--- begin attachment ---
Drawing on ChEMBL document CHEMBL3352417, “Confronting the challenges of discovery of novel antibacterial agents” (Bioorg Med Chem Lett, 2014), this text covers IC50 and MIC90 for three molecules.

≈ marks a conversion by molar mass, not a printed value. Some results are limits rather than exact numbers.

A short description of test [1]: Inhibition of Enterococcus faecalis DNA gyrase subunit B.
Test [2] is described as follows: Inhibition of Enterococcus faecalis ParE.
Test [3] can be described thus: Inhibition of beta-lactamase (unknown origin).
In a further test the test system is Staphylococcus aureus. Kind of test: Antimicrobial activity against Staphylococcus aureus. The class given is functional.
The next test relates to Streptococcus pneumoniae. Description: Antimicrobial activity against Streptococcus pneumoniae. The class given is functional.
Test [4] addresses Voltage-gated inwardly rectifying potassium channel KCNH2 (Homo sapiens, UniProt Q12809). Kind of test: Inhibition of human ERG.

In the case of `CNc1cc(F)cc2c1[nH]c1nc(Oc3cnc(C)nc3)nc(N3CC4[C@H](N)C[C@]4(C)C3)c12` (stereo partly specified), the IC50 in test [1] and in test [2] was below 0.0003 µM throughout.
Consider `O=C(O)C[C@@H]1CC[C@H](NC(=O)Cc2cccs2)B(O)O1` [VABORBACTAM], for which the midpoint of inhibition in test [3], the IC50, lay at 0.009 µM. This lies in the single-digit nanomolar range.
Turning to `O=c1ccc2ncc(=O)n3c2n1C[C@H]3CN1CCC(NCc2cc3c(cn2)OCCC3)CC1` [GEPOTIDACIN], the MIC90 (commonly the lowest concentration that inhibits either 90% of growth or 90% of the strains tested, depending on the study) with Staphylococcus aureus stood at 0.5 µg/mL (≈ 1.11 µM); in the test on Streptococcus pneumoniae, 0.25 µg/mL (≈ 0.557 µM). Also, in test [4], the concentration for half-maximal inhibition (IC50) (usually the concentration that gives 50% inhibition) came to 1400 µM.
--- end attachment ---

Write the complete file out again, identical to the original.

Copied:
Drawing on ChEMBL document CHEMBL3352417, “Confronting the challenges of discovery of novel antibacterial agents” (Bioorg Med Chem Lett, 2014), this text covers IC50 and MIC90 for three molecules.

≈ marks a conversion by molar mass, not a printed value. Some results are limits rather than exact numbers.

A short description of test [1]: Inhibition of Enterococcus faecalis DNA gyrase subunit B.
Test [2] is described as follows: Inhibition of Enterococcus faecalis ParE.
Test [3] can be described thus: Inhibition of beta-lactamase (unknown origin).
In a further test the test system is Staphylococcus aureus. Kind of test: Antimicrobial activity against Staphylococcus aureus. The class given is functional.
The next test relates to Streptococcus pneumoniae. Description: Antimicrobial activity against Streptococcus pneumoniae. The class given is functional.
Test [4] addresses Voltage-gated inwardly rectifying potassium channel KCNH2 (Homo sapiens, UniProt Q12809). Kind of test: Inhibition of human ERG.

In the case of `CNc1cc(F)cc2c1[nH]c1nc(Oc3cnc(C)nc3)nc(N3CC4[C@H](N)C[C@]4(C)C3)c12` (stereo partly specified), the IC50 in test [1] and in test [2] was below 0.0003 µM throughout.
Consider `O=C(O)C[C@@H]1CC[C@H](NC(=O)Cc2cccs2)B(O)O1` [VABORBACTAM], for which the midpoint of inhibition in test [3], the IC50, lay at 0.009 µM. This lies in the single-digit nanomolar range.
Turning to `O=c1ccc2ncc(=O)n3c2n1C[C@H]3CN1CCC(NCc2cc3c(cn2)OCCC3)CC1` [GEPOTIDACIN], the MIC90 (commonly the lowest concentration that inhibits either 90% of growth or 90% of the strains tested, depending on the study) with Staphylococcus aureus stood at 0.5 µg/mL (≈ 1.11 µM); in the test on Streptococcus pneumoniae, 0.25 µg/mL (≈ 0.557 µM). Also, in test [4], the concentration for half-maximal inhibition (IC50) (usually the concentration that gives 50% inhibition) came to 1400 µM.